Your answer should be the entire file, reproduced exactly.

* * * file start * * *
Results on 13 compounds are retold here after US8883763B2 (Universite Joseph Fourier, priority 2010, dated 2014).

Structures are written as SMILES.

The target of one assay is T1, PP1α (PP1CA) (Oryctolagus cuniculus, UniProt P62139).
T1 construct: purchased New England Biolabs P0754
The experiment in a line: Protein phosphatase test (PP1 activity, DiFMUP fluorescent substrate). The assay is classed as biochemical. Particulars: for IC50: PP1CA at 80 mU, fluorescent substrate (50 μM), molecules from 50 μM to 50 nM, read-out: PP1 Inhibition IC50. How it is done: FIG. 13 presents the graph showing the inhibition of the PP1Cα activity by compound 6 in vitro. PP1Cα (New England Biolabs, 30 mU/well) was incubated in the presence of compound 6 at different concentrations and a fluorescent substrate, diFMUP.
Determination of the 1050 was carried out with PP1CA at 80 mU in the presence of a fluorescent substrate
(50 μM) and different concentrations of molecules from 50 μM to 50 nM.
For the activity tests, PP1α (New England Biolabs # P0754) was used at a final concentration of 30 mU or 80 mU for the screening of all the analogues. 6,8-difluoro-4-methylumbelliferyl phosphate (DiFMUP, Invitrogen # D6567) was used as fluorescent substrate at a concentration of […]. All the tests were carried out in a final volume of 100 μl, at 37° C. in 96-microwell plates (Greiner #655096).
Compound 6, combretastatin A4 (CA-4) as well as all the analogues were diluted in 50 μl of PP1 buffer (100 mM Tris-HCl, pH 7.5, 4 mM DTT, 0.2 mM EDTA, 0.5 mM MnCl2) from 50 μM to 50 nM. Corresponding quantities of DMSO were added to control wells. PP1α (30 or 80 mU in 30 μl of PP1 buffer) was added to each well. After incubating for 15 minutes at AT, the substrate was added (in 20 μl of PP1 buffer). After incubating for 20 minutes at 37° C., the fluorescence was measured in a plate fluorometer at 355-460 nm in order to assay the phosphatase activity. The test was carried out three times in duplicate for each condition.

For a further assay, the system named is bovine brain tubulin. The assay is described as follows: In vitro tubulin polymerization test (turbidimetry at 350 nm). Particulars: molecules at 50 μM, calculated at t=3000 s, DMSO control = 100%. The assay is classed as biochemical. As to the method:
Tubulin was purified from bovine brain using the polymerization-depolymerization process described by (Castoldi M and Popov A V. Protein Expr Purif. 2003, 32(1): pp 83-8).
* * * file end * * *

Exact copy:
Results on 13 compounds are retold here after US8883763B2 (Universite Joseph Fourier, priority 2010, dated 2014).

Structures are written as SMILES.

The target of one assay is T1, PP1α (PP1CA) (Oryctolagus cuniculus, UniProt P62139).
T1 construct: purchased New England Biolabs P0754
The experiment in a line: Protein phosphatase test (PP1 activity, DiFMUP fluorescent substrate). The assay is classed as biochemical. Particulars: for IC50: PP1CA at 80 mU, fluorescent substrate (50 μM), molecules from 50 μM to 50 nM, read-out: PP1 Inhibition IC50. How it is done: FIG. 13 presents the graph showing the inhibition of the PP1Cα activity by compound 6 in vitro. PP1Cα (New England Biolabs, 30 mU/well) was incubated in the presence of compound 6 at different concentrations and a fluorescent substrate, diFMUP.
Determination of the 1050 was carried out with PP1CA at 80 mU in the presence of a fluorescent substrate
(50 μM) and different concentrations of molecules from 50 μM to 50 nM.
For the activity tests, PP1α (New England Biolabs # P0754) was used at a final concentration of 30 mU or 80 mU for the screening of all the analogues. 6,8-difluoro-4-methylumbelliferyl phosphate (DiFMUP, Invitrogen # D6567) was used as fluorescent substrate at a concentration of […]. All the tests were carried out in a final volume of 100 μl, at 37° C. in 96-microwell plates (Greiner #655096).
Compound 6, combretastatin A4 (CA-4) as well as all the analogues were diluted in 50 μl of PP1 buffer (100 mM Tris-HCl, pH 7.5, 4 mM DTT, 0.2 mM EDTA, 0.5 mM MnCl2) from 50 μM to 50 nM. Corresponding quantities of DMSO were added to control wells. PP1α (30 or 80 mU in 30 μl of PP1 buffer) was added to each well. After incubating for 15 minutes at AT, the substrate was added (in 20 μl of PP1 buffer). After incubating for 20 minutes at 37° C., the fluorescence was measured in a plate fluorometer at 355-460 nm in order to assay the phosphatase activity. The test was carried out three times in duplicate for each condition.

For a further assay, the system named is bovine brain tubulin. The assay is described as follows: In vitro tubulin polymerization test (turbidimetry at 350 nm). Particulars: molecules at 50 μM, calculated at t=3000 s, DMSO control = 100%. The assay is classed as biochemical. As to the method:
Tubulin was purified from bovine brain using the polymerization-depolymerization process described by (Castoldi M and Popov A V. Protein Expr Purif. 2003, 32(1): pp 83-8).